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Nieman emphasizes that Montgomery is not under-reacting to the problem by awaiting state action. Any use of toxic agents must be carefully coordinated by state and local governments, especially on public lands. “There’s always been a concern about using pesticides and potentially exposing people who are using the park to these chemicals,” he says. Montgomery has been prioritizing integrated pest management, says Nieman, including use of organic treatments whenever possible.


An integrated approach is also the strategy of Unionville Vineyards, the Ringoes-based winery and event center which has extensive grape plantings near Great Road. General manager John Cifelli reports a resurgence this year of voracious Japanese beetles, a bane to both hobbyist gardeners and commercial farmers. Employing the integrated care concept, Unionville Vineyards is scheduling a rare pesticide spraying for when both beetles and lanternflies will be at their most exposed and vulnerable. The lanternfly threat is “still in a manageable shape,” says Cifelli, noting, “This year, the state is doing some really great work for us.”


One effective N. J. Department of Agriculture strategy involves cone-shaped mesh traps secured to the sides of trees containing spotted lanternflies. These traps capture nymphs or adults which, after flying or falling down, are climbing back to their high sanctuaries. No adhesives are involved, so the traps are harmless to birds. “They’ve caught hundreds of lanternflies already,” Cifelli says.


Another simple but highly promising tactic involves erecting barriers of special 4-foot-high netting between the grapevines and tree lines harboring the invaders. Leaving the trees, lanternflies will flit or hop towards the succulent fruit. They can easily climb the nets – but the material is embedded with a chemical that kills them shortly after contact. So, this insecticide can be used effectively without being sprayed into the environment. “Last year we evaluated one material, with EPA approval, and this year we will be treating two other types of netting with the same goal,” says Prof. Nielsen. “We are still in an experimental phase, but the idea is that dispersal by spotted lanternfly into vineyards will be reduced with the combination of a physical barrier and a toxicant.”

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There have been recent reports of lanternflies falling to predators already natural to America, with some news sites touting praying mantises as actively feasting on the pests. But Prof. Hamilton warns, “As a rule we don’t recommend people buy or release praying mantises. They are generalist predators and will eat any insect they can catch, including beneficials.” Aware of possible unintended ecological disruptions when other species are mobilized in the fight against invasive insects, specialists from the USDA’s Agricultural Plant Health Inspection Services (APHIS) are doing active but cautious field studies in China.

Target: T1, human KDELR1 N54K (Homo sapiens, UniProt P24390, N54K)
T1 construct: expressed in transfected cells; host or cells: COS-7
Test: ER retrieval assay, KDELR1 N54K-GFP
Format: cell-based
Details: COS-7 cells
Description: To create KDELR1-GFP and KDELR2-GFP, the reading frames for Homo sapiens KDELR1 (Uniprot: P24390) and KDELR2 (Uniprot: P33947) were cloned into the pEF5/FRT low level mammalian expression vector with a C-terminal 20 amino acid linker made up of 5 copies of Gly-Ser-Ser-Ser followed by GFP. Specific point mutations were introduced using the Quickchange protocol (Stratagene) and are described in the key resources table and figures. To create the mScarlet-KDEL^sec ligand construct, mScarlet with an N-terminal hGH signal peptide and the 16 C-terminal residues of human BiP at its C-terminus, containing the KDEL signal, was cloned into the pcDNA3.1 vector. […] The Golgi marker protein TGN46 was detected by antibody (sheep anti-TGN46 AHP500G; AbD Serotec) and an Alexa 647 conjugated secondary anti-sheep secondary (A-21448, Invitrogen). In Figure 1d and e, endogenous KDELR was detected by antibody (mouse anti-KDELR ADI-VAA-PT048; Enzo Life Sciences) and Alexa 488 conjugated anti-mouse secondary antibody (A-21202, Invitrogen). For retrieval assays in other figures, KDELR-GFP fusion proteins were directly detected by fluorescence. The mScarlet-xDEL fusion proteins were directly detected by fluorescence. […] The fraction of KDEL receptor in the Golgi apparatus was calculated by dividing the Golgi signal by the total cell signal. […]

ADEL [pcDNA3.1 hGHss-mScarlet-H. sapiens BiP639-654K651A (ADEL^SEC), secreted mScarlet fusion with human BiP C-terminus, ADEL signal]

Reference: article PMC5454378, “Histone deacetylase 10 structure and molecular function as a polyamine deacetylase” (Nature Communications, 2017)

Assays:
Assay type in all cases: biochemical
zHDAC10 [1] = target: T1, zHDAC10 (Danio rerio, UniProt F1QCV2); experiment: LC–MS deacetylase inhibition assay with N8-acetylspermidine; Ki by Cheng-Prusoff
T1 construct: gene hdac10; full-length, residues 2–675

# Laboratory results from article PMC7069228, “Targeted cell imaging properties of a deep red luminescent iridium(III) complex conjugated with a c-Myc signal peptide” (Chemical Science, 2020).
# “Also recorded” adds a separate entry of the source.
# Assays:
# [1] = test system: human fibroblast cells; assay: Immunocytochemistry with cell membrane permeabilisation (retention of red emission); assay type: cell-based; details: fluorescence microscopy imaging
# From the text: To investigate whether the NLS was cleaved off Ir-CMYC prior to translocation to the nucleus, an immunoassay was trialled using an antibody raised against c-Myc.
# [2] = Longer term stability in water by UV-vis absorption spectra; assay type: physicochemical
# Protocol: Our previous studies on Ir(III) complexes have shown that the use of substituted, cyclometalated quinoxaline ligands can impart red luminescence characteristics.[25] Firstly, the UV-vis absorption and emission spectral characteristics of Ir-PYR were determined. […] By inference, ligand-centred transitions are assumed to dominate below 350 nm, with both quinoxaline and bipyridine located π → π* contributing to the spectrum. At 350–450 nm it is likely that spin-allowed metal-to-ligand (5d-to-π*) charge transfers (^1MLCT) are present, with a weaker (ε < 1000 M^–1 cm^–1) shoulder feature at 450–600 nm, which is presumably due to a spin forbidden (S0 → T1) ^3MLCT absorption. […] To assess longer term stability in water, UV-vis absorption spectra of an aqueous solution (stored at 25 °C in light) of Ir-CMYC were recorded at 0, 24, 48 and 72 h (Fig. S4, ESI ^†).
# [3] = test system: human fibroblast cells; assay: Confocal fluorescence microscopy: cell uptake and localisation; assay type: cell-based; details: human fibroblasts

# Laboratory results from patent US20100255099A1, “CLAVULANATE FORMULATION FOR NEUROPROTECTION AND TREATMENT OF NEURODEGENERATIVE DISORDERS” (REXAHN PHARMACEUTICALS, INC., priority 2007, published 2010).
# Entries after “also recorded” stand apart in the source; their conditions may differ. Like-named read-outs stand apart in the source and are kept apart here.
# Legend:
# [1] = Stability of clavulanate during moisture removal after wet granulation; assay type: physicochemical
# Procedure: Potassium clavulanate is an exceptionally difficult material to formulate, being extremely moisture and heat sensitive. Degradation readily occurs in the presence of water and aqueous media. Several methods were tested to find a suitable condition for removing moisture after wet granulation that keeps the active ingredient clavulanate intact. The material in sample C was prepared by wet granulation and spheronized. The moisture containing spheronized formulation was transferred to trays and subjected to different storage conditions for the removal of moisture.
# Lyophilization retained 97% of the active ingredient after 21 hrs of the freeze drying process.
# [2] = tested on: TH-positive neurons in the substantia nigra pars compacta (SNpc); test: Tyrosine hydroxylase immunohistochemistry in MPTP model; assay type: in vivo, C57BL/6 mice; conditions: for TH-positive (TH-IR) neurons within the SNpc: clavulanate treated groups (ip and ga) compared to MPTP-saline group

Should they identify predators of the spotted lanternfly in its native environment, live specimens will be brought to the United States. But, Prof. Ferguson says, “kept in strict quarantine while they’re being studied. So, if they’re released, they won’t become a problem themselves.” Prof. Ferguson urges citizens to join the fight against the lanternflies. “If they continue to kill them whenever they see them, that’s about all we can do right now,” adding, “I’m hesitant to recommend spraying in suburban areas because the houses are so close together.” “The stage we’re really concerned about is the adults,” he says. “They are mobile and will fly into an area. They’re bigger, they consume more, and they move towards grapes and other fruits and vegetables.” The “Tree of Heaven” (Ailanthus altissima, commonly known in China as chouchun) is greatly favored by these pests, both in North America and their native East Asia.


“If you have them on your own property, you can remove them,” says Prof. Ferguson. “It will definitely help. But it won’t completely solve the problem because they feed on other trees and plants.” Over the winter, New Jersey and Federal agriculture department teams applied anti-lanternfly treatments to some 20,000 woodland acres in our state. And the state budget for fiscal year 2022 has $500,000 directly allocated for spotted lanternfly control. By next summer, we’ll likely know if such efforts and funding were enough.


For detailed information on the Spotted Lanternfly and its control:


To report spotted lanternfly infestations to the N.J. Dept. of Agriculture (after killing as many of the pests as possible) go to badbug.nj.gov, click on the spotted lanternfly photo and fill out a sighting form. You may also call 833-4BADBUG (833.422.3284) or email SLF-plantindustry@ag.nj.gov.